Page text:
14. 14. © Fraunhofer The data morphology for the networked industry covers various dimensions Dimension Characteristics Business criticality Competitive advantage Compliance relevant Operations relevant Data classification Private Public Purpose-related Data domain type Account Party Thing Other Data format ASCII Audio JPEG Video Numeric XML Data management level Class Instantiation Data occurrence Batch Stream Data ownership Owned by one legal entity “Club” good Public good Data quality Authoritative Within tolerance, fuzzy Below thresholds Data source Internal External Data standardization Semantics Syntax Values Data trustworthiness Not trusted Trusted Data sharing Open Free Proprietary Data maintenance costs Low Medium High
  15. 15. © Fraunhofer Phase I: Identify domain and scope A method provides methodological support for applying the morphology in practice  Design data architecture  Create transparency  Managing risks  Find data management patterns Activities Results Roles I.1 Define scope I.2 Identify data objects and items Phase III: Design Phase II: Analyze II.1 Create transparency II.2 Analyze and assess III.1 Derive design requirements III.1 Design data architecture Identified data domain and analysis objective List of data objects and items to be analyzed Data steward Data steward, data architect, data owner Data steward, data owner, data scientist, (business partners) Data scientist, data architect Data (heat) map Risks and opportunities Requirements list Data architecture Data architect, data steward Data architect
  16. 16. © Fraunhofer The morphology identifies data resource patterns as the example of business partner data from Case C shows Dimension Characteristics Business criticality Competitive advantage Compliance relevant Operations relevant Data classification Private Public Purpose-related Data domain type Account Party Thing Other Data format ASCII Audio JPEG Video Numeric XML Data management level Class Instantiation Data occurrence Batch Stream Data ownership Owned by one legal entity “Club” good Public good Data quality Authoritative Within tolerance, fuzzy Below thresholds Data source Internal External Data standardization Semantics Syntax Values Data trustworthiness Not trusted Trusted Data sharing Open Free Proprietary Data maintenance costs Low Medium High Legend: The darker the more apprproiate.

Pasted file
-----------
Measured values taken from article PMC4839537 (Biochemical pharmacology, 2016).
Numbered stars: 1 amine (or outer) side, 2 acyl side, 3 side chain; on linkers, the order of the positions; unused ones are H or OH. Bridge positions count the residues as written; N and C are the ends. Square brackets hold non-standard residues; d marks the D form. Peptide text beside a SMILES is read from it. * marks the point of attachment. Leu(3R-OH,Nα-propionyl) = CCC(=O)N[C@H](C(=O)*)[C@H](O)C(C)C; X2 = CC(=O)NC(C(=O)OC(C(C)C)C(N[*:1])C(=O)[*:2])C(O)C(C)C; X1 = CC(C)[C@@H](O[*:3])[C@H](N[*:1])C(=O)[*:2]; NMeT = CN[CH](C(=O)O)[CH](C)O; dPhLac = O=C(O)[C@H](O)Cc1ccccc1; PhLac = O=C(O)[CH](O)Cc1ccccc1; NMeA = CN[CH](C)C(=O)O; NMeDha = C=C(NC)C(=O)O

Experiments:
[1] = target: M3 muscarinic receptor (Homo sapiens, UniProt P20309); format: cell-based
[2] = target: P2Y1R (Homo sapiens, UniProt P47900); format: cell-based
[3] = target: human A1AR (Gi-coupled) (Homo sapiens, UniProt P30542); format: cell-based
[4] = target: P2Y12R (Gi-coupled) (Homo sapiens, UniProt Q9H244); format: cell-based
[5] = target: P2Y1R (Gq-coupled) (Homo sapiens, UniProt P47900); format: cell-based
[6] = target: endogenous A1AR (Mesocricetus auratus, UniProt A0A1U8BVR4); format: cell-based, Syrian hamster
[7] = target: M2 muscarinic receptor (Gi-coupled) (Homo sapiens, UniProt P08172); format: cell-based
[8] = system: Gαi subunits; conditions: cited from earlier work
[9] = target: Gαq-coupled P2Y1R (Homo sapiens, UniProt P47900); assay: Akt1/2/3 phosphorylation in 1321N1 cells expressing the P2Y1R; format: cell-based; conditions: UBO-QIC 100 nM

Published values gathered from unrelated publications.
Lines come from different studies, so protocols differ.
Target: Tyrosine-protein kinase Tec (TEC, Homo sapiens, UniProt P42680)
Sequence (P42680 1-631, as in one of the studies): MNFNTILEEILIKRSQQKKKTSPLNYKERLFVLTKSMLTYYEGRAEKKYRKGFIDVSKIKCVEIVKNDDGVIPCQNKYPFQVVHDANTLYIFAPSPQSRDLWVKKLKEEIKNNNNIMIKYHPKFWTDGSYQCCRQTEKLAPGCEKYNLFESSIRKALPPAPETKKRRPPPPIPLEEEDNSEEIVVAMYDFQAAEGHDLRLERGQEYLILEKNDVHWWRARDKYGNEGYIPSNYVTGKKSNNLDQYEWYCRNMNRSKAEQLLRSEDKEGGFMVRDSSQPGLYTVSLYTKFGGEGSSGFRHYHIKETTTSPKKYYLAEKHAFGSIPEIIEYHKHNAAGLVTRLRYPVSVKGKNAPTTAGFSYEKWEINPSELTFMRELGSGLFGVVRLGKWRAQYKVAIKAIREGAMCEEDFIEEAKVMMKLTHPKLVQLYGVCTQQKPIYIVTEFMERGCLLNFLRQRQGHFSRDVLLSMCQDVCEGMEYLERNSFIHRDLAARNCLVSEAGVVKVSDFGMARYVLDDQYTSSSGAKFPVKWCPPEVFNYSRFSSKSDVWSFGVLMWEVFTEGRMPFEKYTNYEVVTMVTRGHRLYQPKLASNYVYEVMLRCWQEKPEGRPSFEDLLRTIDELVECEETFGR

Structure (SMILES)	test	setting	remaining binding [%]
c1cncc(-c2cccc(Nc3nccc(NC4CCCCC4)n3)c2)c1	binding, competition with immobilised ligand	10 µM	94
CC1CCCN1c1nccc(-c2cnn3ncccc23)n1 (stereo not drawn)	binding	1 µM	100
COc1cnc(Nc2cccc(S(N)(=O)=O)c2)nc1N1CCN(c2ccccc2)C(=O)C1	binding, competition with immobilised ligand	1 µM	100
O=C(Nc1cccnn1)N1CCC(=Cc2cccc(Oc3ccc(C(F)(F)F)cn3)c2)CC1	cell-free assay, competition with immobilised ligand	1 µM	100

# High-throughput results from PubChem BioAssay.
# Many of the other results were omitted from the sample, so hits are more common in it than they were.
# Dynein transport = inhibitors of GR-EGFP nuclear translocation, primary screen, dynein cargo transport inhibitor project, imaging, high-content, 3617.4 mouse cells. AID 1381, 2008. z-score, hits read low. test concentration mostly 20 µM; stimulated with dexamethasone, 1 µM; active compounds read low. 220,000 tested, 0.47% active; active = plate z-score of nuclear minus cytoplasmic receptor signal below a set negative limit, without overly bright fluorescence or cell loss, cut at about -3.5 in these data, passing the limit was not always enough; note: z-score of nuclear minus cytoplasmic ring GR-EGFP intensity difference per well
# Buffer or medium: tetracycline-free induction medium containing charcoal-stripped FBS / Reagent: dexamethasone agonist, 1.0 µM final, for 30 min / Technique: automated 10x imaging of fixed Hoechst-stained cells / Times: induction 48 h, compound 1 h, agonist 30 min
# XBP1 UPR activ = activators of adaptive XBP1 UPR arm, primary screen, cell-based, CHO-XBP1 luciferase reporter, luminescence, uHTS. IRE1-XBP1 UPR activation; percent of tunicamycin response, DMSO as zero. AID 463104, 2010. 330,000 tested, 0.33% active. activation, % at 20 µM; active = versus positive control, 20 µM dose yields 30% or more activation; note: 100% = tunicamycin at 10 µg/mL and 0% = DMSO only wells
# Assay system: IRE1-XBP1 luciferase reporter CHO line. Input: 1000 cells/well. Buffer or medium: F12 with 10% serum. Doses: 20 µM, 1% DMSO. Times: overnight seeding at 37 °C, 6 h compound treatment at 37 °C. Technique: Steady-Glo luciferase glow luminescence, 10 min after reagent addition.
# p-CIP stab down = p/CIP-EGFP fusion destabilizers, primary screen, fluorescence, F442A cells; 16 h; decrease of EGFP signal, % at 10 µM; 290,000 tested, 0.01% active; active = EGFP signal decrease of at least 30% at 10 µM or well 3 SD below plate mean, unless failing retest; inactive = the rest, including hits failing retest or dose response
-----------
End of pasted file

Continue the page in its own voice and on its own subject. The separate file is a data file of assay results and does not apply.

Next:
17. 17. © Fraunhofer The research has limitations and points the ways to some further research opportunities  Limitations  Qualitative data  First design cycle only  Morphology needs refinement  No large scale evaluation  For pattern detection  Outlook  Data architecture patterns for verticals  Elaboration of methodological support  Networked data management systems
  18. 18. © Fraunhofer Please get in touch for further information Univ.-Prof. Dr. Ing. habil. Boris Otto TU Dortmund University Audi-Endowed Chair of Supply Net Order Management LogistikCampus Joseph-v.-Fraunhofer-Straße 2-4 D-44227 Dortmund Tel.: +49-231-755-5959 Boris.Otto@tu-dortmund.de Fraunhofer Institute for Material Flow and Logistics Director Information Management & Engineering Joseph-v.-Fraunhofer-Straße 2-4 D-44227 Dortmund Tel.: +49-231-9743-655 Boris.Otto@iml.fraunhofer.de